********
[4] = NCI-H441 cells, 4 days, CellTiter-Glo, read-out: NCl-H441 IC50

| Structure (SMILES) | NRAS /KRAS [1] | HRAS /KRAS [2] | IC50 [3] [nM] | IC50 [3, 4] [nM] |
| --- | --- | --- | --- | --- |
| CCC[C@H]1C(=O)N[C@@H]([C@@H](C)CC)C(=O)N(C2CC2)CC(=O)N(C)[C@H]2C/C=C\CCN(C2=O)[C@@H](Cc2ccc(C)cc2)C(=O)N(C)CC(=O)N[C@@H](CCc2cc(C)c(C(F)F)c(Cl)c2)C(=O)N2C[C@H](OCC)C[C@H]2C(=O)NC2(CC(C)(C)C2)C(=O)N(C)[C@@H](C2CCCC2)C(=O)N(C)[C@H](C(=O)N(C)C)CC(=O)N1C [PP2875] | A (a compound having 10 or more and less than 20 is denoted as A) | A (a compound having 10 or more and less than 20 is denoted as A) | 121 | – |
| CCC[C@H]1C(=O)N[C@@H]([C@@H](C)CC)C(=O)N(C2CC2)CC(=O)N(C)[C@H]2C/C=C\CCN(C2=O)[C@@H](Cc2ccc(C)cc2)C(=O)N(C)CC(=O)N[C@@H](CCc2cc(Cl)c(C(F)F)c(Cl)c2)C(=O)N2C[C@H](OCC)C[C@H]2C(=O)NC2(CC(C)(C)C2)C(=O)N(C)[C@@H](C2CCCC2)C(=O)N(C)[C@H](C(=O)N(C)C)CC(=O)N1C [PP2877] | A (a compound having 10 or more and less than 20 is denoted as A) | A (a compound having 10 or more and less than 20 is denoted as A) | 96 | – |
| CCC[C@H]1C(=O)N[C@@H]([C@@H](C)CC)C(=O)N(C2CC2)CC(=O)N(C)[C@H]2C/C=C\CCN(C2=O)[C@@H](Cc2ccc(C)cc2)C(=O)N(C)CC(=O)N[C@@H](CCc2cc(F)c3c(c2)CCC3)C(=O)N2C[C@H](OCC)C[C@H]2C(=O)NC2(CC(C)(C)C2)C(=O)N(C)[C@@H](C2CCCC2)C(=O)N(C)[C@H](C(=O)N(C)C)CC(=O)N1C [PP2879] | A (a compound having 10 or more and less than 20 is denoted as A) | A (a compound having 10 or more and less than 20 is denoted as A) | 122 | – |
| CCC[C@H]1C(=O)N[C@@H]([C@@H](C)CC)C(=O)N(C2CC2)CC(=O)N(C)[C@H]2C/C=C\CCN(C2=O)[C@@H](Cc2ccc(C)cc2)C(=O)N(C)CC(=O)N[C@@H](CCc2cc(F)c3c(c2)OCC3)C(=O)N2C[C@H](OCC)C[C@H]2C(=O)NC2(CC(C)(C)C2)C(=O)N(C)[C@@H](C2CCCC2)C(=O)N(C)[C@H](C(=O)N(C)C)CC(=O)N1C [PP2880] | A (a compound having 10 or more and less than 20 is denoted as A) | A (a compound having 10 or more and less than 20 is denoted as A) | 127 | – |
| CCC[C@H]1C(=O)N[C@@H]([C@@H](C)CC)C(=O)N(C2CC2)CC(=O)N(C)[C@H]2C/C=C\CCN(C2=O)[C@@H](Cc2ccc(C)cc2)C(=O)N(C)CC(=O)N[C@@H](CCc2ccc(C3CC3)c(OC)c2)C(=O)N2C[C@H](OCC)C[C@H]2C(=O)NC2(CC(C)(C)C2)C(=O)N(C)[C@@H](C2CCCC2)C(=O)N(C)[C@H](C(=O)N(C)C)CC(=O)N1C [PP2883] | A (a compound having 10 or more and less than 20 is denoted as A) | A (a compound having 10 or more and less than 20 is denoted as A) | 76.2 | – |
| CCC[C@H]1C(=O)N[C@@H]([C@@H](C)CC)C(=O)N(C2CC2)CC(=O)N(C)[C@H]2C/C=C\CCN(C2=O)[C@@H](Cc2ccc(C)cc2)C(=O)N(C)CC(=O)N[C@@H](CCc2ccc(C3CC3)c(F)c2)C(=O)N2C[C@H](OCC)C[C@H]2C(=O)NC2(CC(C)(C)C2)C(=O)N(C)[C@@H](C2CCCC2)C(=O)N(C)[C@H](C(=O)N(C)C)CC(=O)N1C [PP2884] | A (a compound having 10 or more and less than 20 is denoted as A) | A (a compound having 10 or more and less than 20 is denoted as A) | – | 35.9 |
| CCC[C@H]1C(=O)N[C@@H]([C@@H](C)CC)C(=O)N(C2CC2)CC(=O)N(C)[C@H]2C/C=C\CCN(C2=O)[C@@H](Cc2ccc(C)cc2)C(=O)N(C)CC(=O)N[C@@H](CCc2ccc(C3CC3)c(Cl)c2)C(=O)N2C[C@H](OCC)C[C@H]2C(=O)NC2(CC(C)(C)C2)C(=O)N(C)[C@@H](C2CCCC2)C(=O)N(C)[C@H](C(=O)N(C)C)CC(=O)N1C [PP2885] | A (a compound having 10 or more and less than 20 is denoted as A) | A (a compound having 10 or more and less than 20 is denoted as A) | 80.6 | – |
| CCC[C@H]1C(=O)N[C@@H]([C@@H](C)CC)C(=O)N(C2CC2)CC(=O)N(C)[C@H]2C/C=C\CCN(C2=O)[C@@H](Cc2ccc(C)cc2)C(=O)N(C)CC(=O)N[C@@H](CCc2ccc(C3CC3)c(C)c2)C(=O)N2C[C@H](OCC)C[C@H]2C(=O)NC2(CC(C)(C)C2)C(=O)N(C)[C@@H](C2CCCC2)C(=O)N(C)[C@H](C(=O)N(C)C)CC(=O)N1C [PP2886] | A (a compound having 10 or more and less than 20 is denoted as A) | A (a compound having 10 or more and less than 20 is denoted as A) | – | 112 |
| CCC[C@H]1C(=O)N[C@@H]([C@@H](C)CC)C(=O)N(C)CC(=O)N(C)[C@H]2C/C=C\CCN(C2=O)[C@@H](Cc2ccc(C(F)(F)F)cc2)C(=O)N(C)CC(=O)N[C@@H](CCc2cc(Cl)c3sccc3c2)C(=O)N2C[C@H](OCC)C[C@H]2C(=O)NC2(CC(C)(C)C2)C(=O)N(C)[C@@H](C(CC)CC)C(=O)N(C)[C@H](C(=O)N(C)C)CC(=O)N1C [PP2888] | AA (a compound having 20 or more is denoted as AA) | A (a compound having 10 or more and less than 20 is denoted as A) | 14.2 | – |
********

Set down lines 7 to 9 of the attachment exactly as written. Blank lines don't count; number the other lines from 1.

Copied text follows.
| CCC[C@H]1C(=O)N[C@@H]([C@@H](C)CC)C(=O)N(C2CC2)CC(=O)N(C)[C@H]2C/C=C\CCN(C2=O)[C@@H](Cc2ccc(C)cc2)C(=O)N(C)CC(=O)N[C@@H](CCc2cc(F)c3c(c2)OCC3)C(=O)N2C[C@H](OCC)C[C@H]2C(=O)NC2(CC(C)(C)C2)C(=O)N(C)[C@@H](C2CCCC2)C(=O)N(C)[C@H](C(=O)N(C)C)CC(=O)N1C [PP2880] | A (a compound having 10 or more and less than 20 is denoted as A) | A (a compound having 10 or more and less than 20 is denoted as A) | 127 | – |
| CCC[C@H]1C(=O)N[C@@H]([C@@H](C)CC)C(=O)N(C2CC2)CC(=O)N(C)[C@H]2C/C=C\CCN(C2=O)[C@@H](Cc2ccc(C)cc2)C(=O)N(C)CC(=O)N[C@@H](CCc2ccc(C3CC3)c(OC)c2)C(=O)N2C[C@H](OCC)C[C@H]2C(=O)NC2(CC(C)(C)C2)C(=O)N(C)[C@@H](C2CCCC2)C(=O)N(C)[C@H](C(=O)N(C)C)CC(=O)N1C [PP2883] | A (a compound having 10 or more and less than 20 is denoted as A) | A (a compound having 10 or more and less than 20 is denoted as A) | 76.2 | – |
| CCC[C@H]1C(=O)N[C@@H]([C@@H](C)CC)C(=O)N(C2CC2)CC(=O)N(C)[C@H]2C/C=C\CCN(C2=O)[C@@H](Cc2ccc(C)cc2)C(=O)N(C)CC(=O)N[C@@H](CCc2ccc(C3CC3)c(F)c2)C(=O)N2C[C@H](OCC)C[C@H]2C(=O)NC2(CC(C)(C)C2)C(=O)N(C)[C@@H](C2CCCC2)C(=O)N(C)[C@H](C(=O)N(C)C)CC(=O)N1C [PP2884] | A (a compound having 10 or more and less than 20 is denoted as A) | A (a compound having 10 or more and less than 20 is denoted as A) | – | 35.9 |